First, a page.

F. Anstey, Vice Versa or A Lesson to Fathers (London: John Murray, 1962)
‘Boys hate long words as much as even a Saturday Reviewer.’
Thomas Anstey Guthrie, who wrote under the pseudonym F. Anstey, rose to acclaim with his first novel, Vice Versa or A Lesson to Fathers, which first came out in 1882. The novel, a popular comic fantasy with a slight moralistic bent, was destined neither to glory in the adulations of future generations of academic critics nor to sustain the interest of the fickle public. But it still had an unexpectedly good run. When my copy of the novel was printed in 1962 for the twenty-seventh time (and by the smell of it, it has been sitting in a box since then), it had managed to stay in print for eighty years—though I doubt many more printings were forthcoming. The novel also managed to appear in film six times. That total does not count Mary Rodgers’s derivative Freaky Friday and the films that book inspired. By any standards, Vice Versa was an extraordinary successful piece of Victorian light humour, but what is now more surprising, is that it can still entertain.
The novel is set in the late Victorian period, contemporaneous with its publication. When it begins, we meet the middle class business man Paul Bultitude, father, and Dick Bultitude, son. The pair comes into possession of the Garuda stone, a magical talisman retrieved from India by an unsavoury uncle. The first effect of the stone is to transform Mr. Bultitude into his son in the midst of an argument over Dick’s return to boarding school. Dick then quickly uses the stone to turn into his father. Since the talisman gives each person only a single wish, the two are stuck in their reversed positions. The humour is light, sometimes unsophisticated, but never vulgar or bombastic. The novel can still offer a pleasant reading, however, both as a comic fantasy and a morality tale.
The morality tale is driven by Mr. Bultitude’s transformation into an understanding and caring father. Of him we learn, ‘He was one of those nervous fidgety who cannot understand their own children, looking on them as objectionable monsters whose next movements are uncertain—much as Frankenstein must have felt towards his monster. He hated to have a boy about the house [...]’. This alone could describe a host of adult characters from children’s fiction, or fiction about children. The offish, sometimes nasty, adult who is eventually won over by first abrasive and then endearing children. But here, the ogre-like Mr. Bultitude is not to be won over by a rag-tag band of imaginative and affectionate youths, rather he must do the winning over, trapped as he is in a child’s body. Mr. Bultitude own hostility towards his son also, somewhat justly, deprives Dick of any sympathy with his father when their bodies are switched. Dick becomes the unsympathetic adult, acting ironically like a spoiled child with his father’s wealth and status.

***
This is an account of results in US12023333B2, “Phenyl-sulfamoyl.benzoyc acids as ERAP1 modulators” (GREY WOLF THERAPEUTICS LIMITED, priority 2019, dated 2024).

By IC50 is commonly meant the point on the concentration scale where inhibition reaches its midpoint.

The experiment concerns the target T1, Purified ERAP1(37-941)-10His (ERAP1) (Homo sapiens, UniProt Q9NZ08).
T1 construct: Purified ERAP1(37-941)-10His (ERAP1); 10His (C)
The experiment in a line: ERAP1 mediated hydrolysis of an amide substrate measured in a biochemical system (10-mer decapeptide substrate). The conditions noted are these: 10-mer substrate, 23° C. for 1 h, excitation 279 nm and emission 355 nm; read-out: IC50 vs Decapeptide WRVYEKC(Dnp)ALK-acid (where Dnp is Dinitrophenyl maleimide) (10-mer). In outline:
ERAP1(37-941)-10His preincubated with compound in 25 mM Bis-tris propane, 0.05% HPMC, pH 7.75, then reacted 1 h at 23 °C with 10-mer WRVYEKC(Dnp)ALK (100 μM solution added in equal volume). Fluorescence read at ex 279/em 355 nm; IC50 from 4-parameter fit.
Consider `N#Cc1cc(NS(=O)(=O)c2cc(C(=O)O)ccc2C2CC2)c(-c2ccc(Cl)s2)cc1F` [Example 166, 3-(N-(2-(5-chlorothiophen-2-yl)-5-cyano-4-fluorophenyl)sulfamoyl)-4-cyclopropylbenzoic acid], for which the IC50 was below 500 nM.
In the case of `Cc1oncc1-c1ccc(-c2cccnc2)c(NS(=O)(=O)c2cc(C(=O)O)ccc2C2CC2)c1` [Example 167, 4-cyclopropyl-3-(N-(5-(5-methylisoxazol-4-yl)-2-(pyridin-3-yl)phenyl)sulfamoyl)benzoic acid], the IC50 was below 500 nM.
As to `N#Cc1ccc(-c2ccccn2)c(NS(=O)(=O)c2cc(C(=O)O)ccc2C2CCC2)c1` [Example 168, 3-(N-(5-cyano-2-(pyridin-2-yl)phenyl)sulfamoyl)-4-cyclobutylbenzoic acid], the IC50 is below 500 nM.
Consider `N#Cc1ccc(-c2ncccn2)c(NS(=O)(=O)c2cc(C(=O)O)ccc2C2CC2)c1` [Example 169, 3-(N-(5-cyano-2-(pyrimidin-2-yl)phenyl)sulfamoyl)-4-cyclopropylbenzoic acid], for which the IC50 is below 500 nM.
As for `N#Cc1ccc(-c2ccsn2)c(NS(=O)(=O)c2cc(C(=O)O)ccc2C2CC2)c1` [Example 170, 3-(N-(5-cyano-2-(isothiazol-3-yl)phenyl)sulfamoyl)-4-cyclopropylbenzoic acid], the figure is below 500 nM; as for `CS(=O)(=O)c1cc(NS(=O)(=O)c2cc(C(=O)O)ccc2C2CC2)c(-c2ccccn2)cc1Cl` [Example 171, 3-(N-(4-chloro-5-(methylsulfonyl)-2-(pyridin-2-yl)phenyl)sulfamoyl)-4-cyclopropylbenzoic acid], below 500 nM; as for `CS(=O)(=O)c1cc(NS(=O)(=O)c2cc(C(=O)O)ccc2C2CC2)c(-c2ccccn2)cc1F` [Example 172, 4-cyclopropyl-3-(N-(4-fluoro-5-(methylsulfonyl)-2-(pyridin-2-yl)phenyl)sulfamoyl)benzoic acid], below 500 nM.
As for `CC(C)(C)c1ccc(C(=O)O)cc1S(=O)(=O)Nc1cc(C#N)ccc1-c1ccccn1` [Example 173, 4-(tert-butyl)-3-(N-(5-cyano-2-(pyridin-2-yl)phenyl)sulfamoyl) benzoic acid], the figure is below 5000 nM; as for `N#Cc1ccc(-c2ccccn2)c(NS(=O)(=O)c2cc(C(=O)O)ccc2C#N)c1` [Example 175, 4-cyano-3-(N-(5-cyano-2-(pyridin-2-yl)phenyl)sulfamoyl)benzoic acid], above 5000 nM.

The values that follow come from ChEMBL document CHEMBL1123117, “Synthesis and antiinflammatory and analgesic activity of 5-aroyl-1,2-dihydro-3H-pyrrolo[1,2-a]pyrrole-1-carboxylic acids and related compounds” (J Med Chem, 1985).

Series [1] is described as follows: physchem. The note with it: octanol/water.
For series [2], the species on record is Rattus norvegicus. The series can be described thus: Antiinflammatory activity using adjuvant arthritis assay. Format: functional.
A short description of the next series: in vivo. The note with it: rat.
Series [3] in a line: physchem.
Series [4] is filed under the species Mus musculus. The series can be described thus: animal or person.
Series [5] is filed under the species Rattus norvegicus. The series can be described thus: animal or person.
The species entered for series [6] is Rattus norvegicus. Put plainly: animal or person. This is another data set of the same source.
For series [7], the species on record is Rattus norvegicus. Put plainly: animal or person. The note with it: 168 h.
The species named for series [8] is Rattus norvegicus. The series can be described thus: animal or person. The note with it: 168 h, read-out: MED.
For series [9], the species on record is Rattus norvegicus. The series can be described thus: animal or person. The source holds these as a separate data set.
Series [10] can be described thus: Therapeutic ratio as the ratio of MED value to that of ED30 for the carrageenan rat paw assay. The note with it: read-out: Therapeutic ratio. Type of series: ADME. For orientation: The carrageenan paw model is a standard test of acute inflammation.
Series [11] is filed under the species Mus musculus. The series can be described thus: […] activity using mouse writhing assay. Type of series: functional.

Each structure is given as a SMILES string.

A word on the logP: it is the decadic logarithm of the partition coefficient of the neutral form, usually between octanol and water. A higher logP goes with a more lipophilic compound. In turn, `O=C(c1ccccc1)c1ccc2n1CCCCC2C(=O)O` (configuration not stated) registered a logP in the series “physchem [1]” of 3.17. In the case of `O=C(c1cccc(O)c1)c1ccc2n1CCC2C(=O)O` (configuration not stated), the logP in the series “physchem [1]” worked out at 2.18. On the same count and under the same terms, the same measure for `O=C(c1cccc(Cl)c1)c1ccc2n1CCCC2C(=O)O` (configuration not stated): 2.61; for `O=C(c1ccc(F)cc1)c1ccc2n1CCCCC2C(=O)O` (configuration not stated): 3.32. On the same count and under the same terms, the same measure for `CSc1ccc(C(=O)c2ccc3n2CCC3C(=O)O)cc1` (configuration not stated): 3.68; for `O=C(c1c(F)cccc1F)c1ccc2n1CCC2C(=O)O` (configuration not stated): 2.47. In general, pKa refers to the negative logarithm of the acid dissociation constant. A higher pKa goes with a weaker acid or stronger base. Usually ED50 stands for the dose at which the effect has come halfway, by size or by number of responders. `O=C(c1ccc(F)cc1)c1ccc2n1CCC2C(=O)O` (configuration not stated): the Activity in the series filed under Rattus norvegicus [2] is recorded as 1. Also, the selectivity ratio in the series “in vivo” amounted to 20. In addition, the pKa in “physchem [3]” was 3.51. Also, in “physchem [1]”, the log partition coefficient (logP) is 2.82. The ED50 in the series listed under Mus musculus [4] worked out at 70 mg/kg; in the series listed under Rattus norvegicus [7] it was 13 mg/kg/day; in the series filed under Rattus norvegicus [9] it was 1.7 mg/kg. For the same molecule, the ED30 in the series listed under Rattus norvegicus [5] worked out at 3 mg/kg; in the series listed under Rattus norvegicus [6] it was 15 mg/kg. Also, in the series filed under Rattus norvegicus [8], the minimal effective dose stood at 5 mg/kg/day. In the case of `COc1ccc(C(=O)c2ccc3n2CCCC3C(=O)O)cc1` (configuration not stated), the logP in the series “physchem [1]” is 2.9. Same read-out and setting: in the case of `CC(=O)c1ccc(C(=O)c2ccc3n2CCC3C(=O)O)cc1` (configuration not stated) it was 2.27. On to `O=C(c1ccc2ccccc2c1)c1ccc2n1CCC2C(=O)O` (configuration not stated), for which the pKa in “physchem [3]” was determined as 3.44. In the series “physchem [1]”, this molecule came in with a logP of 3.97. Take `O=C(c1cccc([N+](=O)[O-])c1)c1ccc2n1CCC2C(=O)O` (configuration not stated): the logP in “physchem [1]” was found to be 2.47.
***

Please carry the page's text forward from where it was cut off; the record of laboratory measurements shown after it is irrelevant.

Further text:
Most of the story focuses on Mr. Bultitude, rather than his son. Mr. Bultitude’s reluctant arrival at his son’s boarding-school, Crichton House, and subsequent attempts to escape drive the plot. Most of the situational comedy derives from Mr. Bulstrode’s interactions, with other schoolboys, teachers, the authoritarian headmaster and aptly named Mr. Grimstone and Grimstone’s daughter, who is in love with Dick. Many of Mr. Bulstrode’s travails are ironically presented as the consequence of his own stinginess and harshness towards his own son; his refusal to provide his son an adequate allowance, for example, leaves him in a host of difficulties which a mere few shillings could alleviate. As Mr. Bulstrode experiences humiliations, torment and a host of beatings, a sense of humour is permitted through the sense of justice, in that he is himself unsympathetic towards other characters, especially his son Dick, and that he largely creates his own difficulties by himself through his contempt for the other schoolboys. But the cruelty is never slapstick or exaggerated, rather it maintains a sense of realism, conveying the sort of travails and suffering that a schoolboy could experience at a Victorian boarding school. This of course creates a tension and works to expose potentially hostile nature of the child’s world. This in turn works against the idealised view of childhood as a golden age of bliss and freedom. At the end of the tale, Mr. Bulstrode’s learns to sympathise with his son. The reader is left with the lesson, still apt, is that although childhood has its perks; it can be wrought with a sense of powerlessness, bullying and other trials.
The realism of Anstey’s portrait of life at a late Victorian boarding school, however, now elicits another means of enjoyment in that provides the reader with a spark of life from the 1880s. We can laugh that Mr. Bulstrode ‘found himself expected, as a matter of course, to have a certain familiarity with Greek paradigms and German conversation scraps, propositions in Euclid and Latin gerunds, of all of which, having strict commercial education in his young days, he had not so much as heard before his metamorphosis.’; but some might lament the loss of a world where the mastery of several languages was not an extraordinary accomplishment for a lad. Perhaps other things, like marrow oil pomade and canings, are better abandoned.